Black History Month Celebrated Locally

Helen Mehreteab, Staff Writer

As Dr. Martin Luther King Jr. expressed, ”We must learn to live together as brothers or perish together as fools.” February 1st marked the beginning of a culturally and socially significant moment: Black History Month. This time of year reflects the growing sense of black pride within the African-American community and celebrates the strides toward racial inclusion that have been embodied by America since the late 20th century. As Black History Month-themed TV shows and movies are released, such as The Color Purple (1985), 12 Years A Slave (2013), and Selma (2014), communities of all races across the nation gather to embrace the importance of this time of year. To commemorate the start of Black History Month, 25-year-old Jerel Allen-Jernigan of Muncie, Indiana’s Ball State University hosted the third annual community basketball game at Northside Middle School. The basketball game serves as an appropriate and exciting kickoff for the esteemed month ahead.

At the North Carolina State Museum of History, the North Carolina African American Heritage Commission will host the 16th Annual African-American Cultural Celebration, launching the nationwide Black History Month celebration into motion. Hundreds of people will gather to make crafts, listen to music, and watch performances that admire a freedman by the name of Thomas Day. Cultural celebrations around the US, such as this one, bring energy and excitement to this recognition of adversity from the past.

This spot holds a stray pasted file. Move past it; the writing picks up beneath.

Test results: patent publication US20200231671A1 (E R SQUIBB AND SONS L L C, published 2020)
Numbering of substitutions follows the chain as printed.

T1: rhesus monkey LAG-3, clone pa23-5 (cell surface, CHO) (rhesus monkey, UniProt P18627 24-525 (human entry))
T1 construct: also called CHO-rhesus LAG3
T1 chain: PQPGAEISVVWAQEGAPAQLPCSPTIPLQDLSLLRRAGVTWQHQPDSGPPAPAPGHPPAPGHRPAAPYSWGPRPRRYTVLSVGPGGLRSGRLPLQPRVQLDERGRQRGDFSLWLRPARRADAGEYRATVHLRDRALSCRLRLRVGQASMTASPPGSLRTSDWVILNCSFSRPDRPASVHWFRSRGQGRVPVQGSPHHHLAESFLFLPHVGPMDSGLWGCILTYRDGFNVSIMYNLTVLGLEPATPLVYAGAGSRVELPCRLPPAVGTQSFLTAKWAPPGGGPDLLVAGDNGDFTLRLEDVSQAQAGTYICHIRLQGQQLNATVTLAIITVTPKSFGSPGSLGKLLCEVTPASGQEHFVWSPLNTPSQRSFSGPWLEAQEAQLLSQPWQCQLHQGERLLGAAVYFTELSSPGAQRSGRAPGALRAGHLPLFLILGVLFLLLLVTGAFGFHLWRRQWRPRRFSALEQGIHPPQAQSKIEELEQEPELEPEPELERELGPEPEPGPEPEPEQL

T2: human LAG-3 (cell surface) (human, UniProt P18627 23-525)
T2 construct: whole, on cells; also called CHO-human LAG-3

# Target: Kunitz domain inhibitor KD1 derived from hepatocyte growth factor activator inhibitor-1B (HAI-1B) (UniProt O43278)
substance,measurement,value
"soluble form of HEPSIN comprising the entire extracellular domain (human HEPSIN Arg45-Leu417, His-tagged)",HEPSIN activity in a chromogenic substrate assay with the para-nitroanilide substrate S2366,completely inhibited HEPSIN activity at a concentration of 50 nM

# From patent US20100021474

In Richmond, Virginia, the Virginia Museum of Fine Arts will present the work of the late Romare Bearden, a Charlotte-born artist who helped promote the civil rights of African Americans in the 1960s. In 2017, in addition to an interview with LeRoy Henderson, famed Richmond-born photographer, the museum will embrace the 27th National African-American Read In, a community event in which VMFA staff gather together to share African-American literature, seeking to highlight literature as a significant aspect of Black History Month.

Events at nearby Princeton University include annual movie nights and social events for their students, such as a talk with Dr. Steven Perry, the principal of Capital Preparatory Magnet School, an open mic night at Café Vivian on Princeton’s campus, and a Christian fellowship night at Frist Campus Center. These events are all thanks to the Carl A. Fields Center for Equality and Cultural Understanding in addition to the Black History Month Planning Committee.

Even right here, at Princeton Day School, the significance of black history is showcased. At the recent Freedom Riders assembly, the community gathered to watch students memorialize and personify pivotal figures in African American history. When asked about the significance of Black History Month, Upper School English teacher Mr. McKinley answered, “…[it is] somewhat of an acknowledgment of where we were as a nation once upon a time. Black History Month is reactionary…because there was a strong emphasis on…a white history, there needed to be created a black history so those contributions to the nation could be acknowledged.” He adds that there “continue to be major contributions by those who identify as black…the country is moving in the right direction toward honoring the[se] contributions.”

Even though the 28 days of February will fly by, Black History Month, honored and commemorated throughout our nation, is a time of year that lives in the hearts and spirits of American citizens year-round. Characterized by exciting sporting events and insightful discussions, what remains the consistent core of Black History Month is, not only its negative background, but also its optimism for present and future.